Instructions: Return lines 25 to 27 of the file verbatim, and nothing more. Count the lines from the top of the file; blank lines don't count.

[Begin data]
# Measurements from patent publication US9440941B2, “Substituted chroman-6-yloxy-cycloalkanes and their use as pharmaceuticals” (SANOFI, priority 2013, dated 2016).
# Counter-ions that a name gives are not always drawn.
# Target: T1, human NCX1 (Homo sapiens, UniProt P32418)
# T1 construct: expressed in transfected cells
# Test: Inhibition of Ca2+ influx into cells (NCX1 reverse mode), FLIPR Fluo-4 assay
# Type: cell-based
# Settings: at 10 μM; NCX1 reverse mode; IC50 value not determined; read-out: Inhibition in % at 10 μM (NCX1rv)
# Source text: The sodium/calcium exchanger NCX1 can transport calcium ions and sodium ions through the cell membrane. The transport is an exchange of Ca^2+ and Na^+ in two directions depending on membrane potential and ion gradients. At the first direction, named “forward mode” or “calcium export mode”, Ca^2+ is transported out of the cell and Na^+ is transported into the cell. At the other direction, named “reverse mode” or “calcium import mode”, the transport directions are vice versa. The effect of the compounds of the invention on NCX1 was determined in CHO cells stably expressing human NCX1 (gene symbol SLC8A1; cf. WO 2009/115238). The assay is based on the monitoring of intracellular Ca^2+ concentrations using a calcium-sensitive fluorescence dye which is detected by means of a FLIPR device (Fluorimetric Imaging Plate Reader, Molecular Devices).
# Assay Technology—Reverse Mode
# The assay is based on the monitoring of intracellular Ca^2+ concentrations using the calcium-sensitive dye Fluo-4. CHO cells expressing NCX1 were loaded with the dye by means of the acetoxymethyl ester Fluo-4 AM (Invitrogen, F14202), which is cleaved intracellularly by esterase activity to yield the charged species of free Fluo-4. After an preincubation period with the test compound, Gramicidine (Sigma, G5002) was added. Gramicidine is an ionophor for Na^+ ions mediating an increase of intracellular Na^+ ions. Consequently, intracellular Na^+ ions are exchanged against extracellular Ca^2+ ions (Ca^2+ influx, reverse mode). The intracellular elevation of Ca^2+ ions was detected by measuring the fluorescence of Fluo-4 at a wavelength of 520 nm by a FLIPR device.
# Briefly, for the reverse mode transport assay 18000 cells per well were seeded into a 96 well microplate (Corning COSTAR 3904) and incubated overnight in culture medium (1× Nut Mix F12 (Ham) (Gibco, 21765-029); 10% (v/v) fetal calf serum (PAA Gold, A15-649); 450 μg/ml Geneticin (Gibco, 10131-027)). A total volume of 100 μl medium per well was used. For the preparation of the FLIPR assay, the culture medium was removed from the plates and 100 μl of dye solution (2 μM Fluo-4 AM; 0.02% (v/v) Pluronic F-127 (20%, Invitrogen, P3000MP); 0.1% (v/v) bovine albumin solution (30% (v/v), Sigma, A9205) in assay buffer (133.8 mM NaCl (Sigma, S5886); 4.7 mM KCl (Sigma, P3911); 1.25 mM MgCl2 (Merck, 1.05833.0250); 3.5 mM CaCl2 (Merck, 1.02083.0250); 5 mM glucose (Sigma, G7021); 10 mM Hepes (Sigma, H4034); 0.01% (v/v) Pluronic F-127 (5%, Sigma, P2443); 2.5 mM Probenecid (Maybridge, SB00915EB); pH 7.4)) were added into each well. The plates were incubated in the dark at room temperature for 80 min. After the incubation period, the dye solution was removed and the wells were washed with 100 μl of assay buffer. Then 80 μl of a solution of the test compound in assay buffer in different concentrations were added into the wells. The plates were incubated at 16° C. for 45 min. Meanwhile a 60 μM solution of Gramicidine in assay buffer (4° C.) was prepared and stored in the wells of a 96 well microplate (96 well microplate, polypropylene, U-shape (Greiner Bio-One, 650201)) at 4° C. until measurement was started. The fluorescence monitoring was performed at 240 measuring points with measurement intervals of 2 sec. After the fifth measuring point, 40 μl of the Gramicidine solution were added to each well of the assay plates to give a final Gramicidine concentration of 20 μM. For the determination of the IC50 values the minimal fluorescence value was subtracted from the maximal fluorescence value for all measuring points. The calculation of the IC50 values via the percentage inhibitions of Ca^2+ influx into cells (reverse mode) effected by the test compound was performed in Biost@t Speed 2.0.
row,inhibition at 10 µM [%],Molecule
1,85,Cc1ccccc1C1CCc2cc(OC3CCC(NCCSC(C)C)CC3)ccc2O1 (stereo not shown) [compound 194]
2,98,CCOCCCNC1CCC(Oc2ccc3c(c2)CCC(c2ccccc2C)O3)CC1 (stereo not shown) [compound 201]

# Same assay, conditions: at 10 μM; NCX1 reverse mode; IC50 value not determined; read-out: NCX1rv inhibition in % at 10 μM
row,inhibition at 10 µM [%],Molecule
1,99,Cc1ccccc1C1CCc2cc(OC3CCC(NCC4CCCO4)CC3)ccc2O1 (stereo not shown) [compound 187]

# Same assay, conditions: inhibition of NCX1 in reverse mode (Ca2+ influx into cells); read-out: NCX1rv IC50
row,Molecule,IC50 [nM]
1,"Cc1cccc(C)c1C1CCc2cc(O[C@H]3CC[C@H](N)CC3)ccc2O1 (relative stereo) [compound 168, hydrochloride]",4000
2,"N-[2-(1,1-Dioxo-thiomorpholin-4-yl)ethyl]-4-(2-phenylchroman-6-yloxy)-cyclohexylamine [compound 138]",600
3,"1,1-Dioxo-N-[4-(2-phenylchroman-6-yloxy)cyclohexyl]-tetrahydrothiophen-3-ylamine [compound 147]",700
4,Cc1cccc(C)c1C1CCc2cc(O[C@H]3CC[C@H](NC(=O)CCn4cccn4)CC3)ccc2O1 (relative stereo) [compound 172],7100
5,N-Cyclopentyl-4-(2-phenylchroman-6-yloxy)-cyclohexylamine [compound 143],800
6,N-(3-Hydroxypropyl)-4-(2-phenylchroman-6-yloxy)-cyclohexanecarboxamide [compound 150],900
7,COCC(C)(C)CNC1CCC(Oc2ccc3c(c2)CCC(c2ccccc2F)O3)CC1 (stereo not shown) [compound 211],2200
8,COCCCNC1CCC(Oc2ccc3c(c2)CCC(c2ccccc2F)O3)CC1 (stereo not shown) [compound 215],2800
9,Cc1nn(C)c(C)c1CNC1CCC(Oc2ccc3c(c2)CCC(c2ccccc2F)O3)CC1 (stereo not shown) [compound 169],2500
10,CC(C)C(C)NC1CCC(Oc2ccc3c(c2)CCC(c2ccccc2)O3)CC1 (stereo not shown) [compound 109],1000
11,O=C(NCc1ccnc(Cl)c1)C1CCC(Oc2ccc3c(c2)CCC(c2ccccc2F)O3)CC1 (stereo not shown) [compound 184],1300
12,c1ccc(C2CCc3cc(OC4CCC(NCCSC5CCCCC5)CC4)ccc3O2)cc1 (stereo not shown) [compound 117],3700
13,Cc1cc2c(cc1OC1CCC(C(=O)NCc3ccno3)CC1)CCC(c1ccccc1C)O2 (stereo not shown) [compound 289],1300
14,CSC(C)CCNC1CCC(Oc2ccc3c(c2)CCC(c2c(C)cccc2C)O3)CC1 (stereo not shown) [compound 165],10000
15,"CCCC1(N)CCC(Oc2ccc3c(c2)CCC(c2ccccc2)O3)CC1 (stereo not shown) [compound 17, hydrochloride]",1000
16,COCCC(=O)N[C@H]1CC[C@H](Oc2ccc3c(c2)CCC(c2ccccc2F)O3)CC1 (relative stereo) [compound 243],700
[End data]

6,N-(3-Hydroxypropyl)-4-(2-phenylchroman-6-yloxy)-cyclohexanecarboxamide [compound 150],900
7,COCC(C)(C)CNC1CCC(Oc2ccc3c(c2)CCC(c2ccccc2F)O3)CC1 (stereo not shown) [compound 211],2200
8,COCCCNC1CCC(Oc2ccc3c(c2)CCC(c2ccccc2F)O3)CC1 (stereo not shown) [compound 215],2800